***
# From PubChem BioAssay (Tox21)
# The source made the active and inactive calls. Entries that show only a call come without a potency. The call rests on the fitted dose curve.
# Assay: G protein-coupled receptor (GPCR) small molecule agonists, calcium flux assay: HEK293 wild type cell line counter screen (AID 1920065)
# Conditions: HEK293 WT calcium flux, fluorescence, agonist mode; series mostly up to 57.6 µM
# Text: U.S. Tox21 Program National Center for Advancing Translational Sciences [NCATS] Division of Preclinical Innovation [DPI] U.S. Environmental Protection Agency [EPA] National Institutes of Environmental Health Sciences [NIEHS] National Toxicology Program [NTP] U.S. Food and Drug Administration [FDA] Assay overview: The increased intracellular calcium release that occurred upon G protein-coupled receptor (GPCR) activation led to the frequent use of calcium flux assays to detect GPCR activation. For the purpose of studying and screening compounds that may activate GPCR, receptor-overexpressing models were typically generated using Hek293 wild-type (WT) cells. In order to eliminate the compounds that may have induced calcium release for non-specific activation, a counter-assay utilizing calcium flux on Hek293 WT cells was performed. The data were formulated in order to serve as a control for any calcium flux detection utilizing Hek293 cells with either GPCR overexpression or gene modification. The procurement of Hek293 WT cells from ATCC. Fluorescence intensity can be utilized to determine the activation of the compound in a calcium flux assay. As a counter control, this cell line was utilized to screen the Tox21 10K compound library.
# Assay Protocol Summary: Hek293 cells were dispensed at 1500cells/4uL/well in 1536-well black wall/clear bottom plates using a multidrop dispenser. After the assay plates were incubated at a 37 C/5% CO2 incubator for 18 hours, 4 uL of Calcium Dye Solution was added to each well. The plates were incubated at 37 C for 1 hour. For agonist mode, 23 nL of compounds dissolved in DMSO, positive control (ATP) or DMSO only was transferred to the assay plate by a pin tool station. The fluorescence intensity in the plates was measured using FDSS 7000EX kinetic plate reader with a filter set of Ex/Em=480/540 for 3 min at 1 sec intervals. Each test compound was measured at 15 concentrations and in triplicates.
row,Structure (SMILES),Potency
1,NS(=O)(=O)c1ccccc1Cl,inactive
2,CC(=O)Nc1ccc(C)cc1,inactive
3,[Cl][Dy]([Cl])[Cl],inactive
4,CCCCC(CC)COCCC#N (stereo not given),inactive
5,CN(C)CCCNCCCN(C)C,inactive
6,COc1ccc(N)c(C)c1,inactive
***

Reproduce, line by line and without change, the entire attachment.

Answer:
# From PubChem BioAssay (Tox21)
# The source made the active and inactive calls. Entries that show only a call come without a potency. The call rests on the fitted dose curve.
# Assay: G protein-coupled receptor (GPCR) small molecule agonists, calcium flux assay: HEK293 wild type cell line counter screen (AID 1920065)
# Conditions: HEK293 WT calcium flux, fluorescence, agonist mode; series mostly up to 57.6 µM
# Text: U.S. Tox21 Program National Center for Advancing Translational Sciences [NCATS] Division of Preclinical Innovation [DPI] U.S. Environmental Protection Agency [EPA] National Institutes of Environmental Health Sciences [NIEHS] National Toxicology Program [NTP] U.S. Food and Drug Administration [FDA] Assay overview: The increased intracellular calcium release that occurred upon G protein-coupled receptor (GPCR) activation led to the frequent use of calcium flux assays to detect GPCR activation. For the purpose of studying and screening compounds that may activate GPCR, receptor-overexpressing models were typically generated using Hek293 wild-type (WT) cells. In order to eliminate the compounds that may have induced calcium release for non-specific activation, a counter-assay utilizing calcium flux on Hek293 WT cells was performed. The data were formulated in order to serve as a control for any calcium flux detection utilizing Hek293 cells with either GPCR overexpression or gene modification. The procurement of Hek293 WT cells from ATCC. Fluorescence intensity can be utilized to determine the activation of the compound in a calcium flux assay. As a counter control, this cell line was utilized to screen the Tox21 10K compound library.
# Assay Protocol Summary: Hek293 cells were dispensed at 1500cells/4uL/well in 1536-well black wall/clear bottom plates using a multidrop dispenser. After the assay plates were incubated at a 37 C/5% CO2 incubator for 18 hours, 4 uL of Calcium Dye Solution was added to each well. The plates were incubated at 37 C for 1 hour. For agonist mode, 23 nL of compounds dissolved in DMSO, positive control (ATP) or DMSO only was transferred to the assay plate by a pin tool station. The fluorescence intensity in the plates was measured using FDSS 7000EX kinetic plate reader with a filter set of Ex/Em=480/540 for 3 min at 1 sec intervals. Each test compound was measured at 15 concentrations and in triplicates.
row,Structure (SMILES),Potency
1,NS(=O)(=O)c1ccccc1Cl,inactive
2,CC(=O)Nc1ccc(C)cc1,inactive
3,[Cl][Dy]([Cl])[Cl],inactive
4,CCCCC(CC)COCCC#N (stereo not given),inactive
5,CN(C)CCCNCCCN(C)C,inactive
6,COc1ccc(N)c(C)c1,inactive